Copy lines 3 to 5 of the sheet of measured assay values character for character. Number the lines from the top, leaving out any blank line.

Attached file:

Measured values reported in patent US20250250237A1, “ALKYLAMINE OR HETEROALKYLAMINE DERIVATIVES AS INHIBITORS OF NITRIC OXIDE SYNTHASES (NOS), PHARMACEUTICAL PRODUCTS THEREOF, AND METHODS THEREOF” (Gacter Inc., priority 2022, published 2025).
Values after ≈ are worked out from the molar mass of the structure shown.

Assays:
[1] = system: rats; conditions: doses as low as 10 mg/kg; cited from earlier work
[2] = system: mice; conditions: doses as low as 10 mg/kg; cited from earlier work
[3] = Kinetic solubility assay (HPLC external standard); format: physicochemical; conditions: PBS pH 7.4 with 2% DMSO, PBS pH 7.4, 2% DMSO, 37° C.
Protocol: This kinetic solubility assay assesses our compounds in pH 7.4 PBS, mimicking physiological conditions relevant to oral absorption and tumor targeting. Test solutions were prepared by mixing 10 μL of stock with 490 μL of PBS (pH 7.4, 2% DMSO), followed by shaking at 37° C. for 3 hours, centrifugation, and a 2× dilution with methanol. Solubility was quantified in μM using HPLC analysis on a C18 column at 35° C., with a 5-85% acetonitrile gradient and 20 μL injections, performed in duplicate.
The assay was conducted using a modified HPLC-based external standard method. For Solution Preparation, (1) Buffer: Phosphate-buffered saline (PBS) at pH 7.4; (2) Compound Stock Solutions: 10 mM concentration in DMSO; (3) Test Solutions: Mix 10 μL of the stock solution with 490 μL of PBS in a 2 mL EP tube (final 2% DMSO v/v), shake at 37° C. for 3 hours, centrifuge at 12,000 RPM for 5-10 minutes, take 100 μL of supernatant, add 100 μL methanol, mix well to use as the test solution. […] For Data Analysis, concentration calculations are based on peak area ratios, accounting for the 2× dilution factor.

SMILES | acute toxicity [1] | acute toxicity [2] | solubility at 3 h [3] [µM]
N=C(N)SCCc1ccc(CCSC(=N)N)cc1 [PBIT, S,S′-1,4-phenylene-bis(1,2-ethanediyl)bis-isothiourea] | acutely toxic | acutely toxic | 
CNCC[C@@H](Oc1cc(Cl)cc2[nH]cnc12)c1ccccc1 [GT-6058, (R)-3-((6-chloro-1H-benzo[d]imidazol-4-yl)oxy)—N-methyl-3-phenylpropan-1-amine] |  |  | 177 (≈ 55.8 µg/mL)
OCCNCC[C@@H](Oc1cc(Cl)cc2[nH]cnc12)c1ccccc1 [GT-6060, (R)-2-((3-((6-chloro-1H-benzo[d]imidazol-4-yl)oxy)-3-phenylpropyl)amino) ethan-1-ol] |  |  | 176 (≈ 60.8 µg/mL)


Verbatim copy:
Assays:
[1] = system: rats; conditions: doses as low as 10 mg/kg; cited from earlier work
[2] = system: mice; conditions: doses as low as 10 mg/kg; cited from earlier work